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Creating an Image of Impact.

I love Digital Photography School, because I love learning. I love understanding. I love pushing through the doubt and insecurity inherent to lack of understanding, to a place of KNOWLEDGE, confidence and the competence that comes from the marriage of the two. It’s a thrilling process for me. That said, some of my very favorite images, some of my images that speak to me on the deepest personal level, have thrown out all the rules. Often, these images have ignored hard and fast rules of composition, lighting and even focus. They’ve thrown caution (and perhaps even propriety) to the wind. They are born not of my technical knowledge, but of my heart. They are born of a true, genuine connection with my subject, and they are grounded in authentic and (what I hope is) captivating storytelling, rather than precise technical know how.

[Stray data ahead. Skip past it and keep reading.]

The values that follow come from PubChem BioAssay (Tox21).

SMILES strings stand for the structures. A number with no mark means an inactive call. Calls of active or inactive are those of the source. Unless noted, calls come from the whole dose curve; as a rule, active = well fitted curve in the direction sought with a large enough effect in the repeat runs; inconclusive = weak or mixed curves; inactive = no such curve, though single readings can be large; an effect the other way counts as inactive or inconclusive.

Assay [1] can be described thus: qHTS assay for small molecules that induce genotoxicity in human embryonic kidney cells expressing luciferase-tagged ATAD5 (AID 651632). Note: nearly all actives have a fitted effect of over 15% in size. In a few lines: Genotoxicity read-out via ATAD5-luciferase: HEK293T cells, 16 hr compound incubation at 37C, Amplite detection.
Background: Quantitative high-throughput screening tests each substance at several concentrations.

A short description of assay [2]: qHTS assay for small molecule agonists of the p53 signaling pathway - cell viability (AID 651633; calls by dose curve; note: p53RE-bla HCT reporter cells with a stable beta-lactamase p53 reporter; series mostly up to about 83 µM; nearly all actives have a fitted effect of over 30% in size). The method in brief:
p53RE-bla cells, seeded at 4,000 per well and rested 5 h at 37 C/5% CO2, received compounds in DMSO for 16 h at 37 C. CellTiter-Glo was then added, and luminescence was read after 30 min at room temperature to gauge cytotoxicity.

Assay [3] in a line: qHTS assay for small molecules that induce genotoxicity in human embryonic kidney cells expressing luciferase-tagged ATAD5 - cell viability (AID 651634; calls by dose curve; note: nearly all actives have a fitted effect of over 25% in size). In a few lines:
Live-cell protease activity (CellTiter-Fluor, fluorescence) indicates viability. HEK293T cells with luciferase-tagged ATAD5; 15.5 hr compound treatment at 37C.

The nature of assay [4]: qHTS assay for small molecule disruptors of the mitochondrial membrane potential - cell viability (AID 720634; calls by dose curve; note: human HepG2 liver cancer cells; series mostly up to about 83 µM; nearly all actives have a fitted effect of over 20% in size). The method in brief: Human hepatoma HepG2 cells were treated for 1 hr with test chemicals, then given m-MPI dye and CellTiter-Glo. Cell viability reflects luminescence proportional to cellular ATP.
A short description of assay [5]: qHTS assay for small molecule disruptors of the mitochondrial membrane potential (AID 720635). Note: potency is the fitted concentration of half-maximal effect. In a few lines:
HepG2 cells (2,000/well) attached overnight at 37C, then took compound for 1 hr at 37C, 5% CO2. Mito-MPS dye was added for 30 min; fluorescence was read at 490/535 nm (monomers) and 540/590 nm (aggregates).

When I talk about creating images of REAL, LASTING impact, I want to make it perfectly clear that, for the sake of the particular argument I am making, there are NO barriers to entry whatsoever.  You don’t need the latest and greatest gear, you don’t need the most in-depth technical understanding, you don’t need the most attractive subjects. You just need to connect, deeply and authentically to the story you’re trying to tell. You need to let go of what you’ve been told a proper image SHOULD look like, how it SHOULD be composed, how it SHOULD be lit, how it SHOULD be processed, and just work from your very own heart. Ultimately, while YES, YES, YES, I absolutely do believe that knowledge is good and vastly desirable, it can also be limiting. It can dam up our creativity. It can thwart our inherent confidence and impede our overall competence.